After offering our prayers, we went to omikuji fortune stall at the juyosho building. I was rather eager to know my fortune. So after paying a small sum to draw the fortune, I shook a box containing bamboo sticks with numbers until the tip of a stick with a number poked its way through the hole at the top of the box. A shrine staff looked at the number and then gave me a slip of paper corresponding to the number on the stick. The slip of paper showed ‘normal luck and fortune’. Later hubby tied this strip of paper to a branch of a tree next to the stall. At juyosho building, we also bought various kinds of omamori amulets for good health and driving safety. We also bought an eto-hamaya, which is a decorative arrow and has ema plaque with this year’s zodiac animal ‘tiger’ drawn on it. Hamaya decorative arrow is supposed to destroy evil spirits, ward off misfortune, and attract good luck. Hamaya can be purchased at any shrine during the New Year’s time. A fire was burning inside the shrine premises and people burned their old charms from the previous year in the fire. Along with many amulets, we saw an old notebook computer burning in the raging fire!! My father-in-law and his wife warmed their hands in front of the fire.
Me trying omikuji fortune

Hubby tying the fortune paper to a tree

Eto-hamaya and various kinds of omamori amulets

Me standing next to the statue of guardian dog

Father-in-law and his wife warming their hands


We stayed in the shrine premises for some more time and then walked back to the car parking area. A shrine attendant came running after us and told my father-in-law to wait for some time as the head priest of the shrine wished to meet him. The head priest and father-in-law are very good friends and often meet in the evenings to play a game of Mahjong. After about 10 minutes of waiting at the car parking area, the head priest came and wished all of us. Later he invited us for a cup of hot green tea and took us to his office located in one of the buildings in the shrine premises. There was a stove heater and the room was very warm. It was really comfortable and we chatted with the head priest for about half an hour. Before leaving the shrine premises, we thanked the head priest for hot cups of green tea and his generosity. While returning home, hubby drove the car and we reached back Ichinomiya at about 4 pm. Hubby and I packed our baggage and took rest for about an hour.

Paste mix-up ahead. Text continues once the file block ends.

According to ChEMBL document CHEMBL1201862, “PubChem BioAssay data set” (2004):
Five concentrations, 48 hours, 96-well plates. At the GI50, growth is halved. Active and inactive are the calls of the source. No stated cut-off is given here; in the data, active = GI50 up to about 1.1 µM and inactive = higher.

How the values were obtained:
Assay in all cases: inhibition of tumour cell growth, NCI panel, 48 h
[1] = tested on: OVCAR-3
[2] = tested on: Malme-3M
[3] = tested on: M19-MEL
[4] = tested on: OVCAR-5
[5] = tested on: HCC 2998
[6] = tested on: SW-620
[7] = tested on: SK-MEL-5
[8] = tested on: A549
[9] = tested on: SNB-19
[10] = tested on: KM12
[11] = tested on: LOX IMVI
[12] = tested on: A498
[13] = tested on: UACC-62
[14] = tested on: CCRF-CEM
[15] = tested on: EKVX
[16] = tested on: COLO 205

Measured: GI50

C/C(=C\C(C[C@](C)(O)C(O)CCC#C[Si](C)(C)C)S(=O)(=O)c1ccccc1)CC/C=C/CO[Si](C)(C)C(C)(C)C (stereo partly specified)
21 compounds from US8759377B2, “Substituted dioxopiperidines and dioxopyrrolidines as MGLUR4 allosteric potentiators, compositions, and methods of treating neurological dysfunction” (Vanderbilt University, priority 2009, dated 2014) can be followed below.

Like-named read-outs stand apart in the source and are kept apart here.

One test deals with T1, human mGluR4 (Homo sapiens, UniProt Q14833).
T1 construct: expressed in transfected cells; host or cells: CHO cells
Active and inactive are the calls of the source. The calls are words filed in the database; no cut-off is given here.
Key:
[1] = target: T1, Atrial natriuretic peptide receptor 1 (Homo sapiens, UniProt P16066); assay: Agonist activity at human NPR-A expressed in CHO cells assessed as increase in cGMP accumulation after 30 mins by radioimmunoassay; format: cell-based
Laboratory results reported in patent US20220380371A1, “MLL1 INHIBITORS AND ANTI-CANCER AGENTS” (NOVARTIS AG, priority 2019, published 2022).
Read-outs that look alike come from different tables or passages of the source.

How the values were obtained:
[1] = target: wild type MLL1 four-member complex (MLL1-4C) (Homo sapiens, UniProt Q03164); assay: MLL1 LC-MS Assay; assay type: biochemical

Father-in-law chatting with head priest

We standing with head priest

Father-in-law and his wife warming their hands and feet in front of a stove heater

Head priest and hubby


At about 5.30 pm hubby and I put our baggage in father-in-law’s car, and then four of us went for dinner to a sushi restaurant named Futazushi located in Ichinomiya city itself. We had sashimi of Fugu fish (pufferfish) served with ponzu dipping sauce. Fugu fish contains deadly poison in its organs, which can lead to instantaneous death of diners. Therefore, only licensed cooks with special skills and knowledge about fugu are allowed to prepare fugu dishes. Fugu sashimi was sliced so thinly that the pattern of the plate could be seen through the meat. The sashimi in the plate was decorated in the form of a chrysanthemum flower which is symbolic of death in Japanese culture. It was the first time that I had fugu and I was rather nervous initially. However all others were thoroughly enjoying the dinner, so I relaxed gradually and had a great experience eating fugu sashimi. We also had a dish made from boiled skin of fugu. In addition, we had teriyaki fish and a plateful of fresh sushi. The dinner was exciting and fun.